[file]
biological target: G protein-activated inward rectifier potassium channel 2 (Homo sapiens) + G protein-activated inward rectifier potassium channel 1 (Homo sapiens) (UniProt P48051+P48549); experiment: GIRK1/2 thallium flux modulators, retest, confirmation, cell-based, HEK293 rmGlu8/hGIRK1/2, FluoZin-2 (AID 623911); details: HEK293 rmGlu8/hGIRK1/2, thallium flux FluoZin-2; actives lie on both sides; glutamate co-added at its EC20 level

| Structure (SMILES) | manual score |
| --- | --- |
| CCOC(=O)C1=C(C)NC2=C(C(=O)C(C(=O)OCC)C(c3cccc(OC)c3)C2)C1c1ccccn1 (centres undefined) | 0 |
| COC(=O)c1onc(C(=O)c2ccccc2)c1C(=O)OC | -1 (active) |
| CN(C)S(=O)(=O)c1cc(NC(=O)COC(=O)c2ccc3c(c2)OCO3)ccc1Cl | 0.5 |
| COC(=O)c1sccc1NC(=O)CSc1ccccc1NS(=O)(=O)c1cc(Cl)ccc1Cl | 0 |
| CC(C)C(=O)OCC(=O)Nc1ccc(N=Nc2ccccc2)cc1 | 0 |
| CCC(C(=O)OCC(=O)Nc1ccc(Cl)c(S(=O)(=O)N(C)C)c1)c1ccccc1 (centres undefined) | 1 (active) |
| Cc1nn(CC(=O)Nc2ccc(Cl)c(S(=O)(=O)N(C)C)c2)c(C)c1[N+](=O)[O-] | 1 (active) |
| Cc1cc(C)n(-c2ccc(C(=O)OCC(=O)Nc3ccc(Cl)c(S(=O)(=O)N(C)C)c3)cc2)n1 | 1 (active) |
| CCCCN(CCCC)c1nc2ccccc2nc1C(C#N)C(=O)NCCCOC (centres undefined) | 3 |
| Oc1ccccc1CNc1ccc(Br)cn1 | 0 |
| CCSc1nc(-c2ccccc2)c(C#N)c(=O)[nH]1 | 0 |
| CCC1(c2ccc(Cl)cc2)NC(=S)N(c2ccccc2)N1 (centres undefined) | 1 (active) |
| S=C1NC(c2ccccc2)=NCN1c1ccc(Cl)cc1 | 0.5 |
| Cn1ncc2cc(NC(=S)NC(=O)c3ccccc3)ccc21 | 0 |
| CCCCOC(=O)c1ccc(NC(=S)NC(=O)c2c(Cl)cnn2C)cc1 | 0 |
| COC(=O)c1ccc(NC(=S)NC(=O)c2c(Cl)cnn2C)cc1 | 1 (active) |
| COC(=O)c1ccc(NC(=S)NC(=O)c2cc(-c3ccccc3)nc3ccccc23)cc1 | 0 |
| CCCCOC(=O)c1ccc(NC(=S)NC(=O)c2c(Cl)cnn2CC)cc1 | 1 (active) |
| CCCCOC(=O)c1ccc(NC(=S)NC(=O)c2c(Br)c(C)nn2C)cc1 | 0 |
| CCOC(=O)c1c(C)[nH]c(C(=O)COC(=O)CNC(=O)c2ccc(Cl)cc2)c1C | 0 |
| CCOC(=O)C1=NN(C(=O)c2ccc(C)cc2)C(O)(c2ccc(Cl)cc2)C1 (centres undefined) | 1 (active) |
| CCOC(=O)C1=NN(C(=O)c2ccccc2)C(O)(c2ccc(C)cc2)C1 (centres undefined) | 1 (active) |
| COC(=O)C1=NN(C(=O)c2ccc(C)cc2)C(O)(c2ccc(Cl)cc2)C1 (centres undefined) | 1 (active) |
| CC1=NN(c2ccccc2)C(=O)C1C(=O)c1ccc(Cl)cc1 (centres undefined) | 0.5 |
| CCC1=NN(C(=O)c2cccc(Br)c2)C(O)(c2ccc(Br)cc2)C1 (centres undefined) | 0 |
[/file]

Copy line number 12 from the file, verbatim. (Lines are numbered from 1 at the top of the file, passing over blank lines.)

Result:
| CCCCN(CCCC)c1nc2ccccc2nc1C(C#N)C(=O)NCCCOC (centres undefined) | 3 |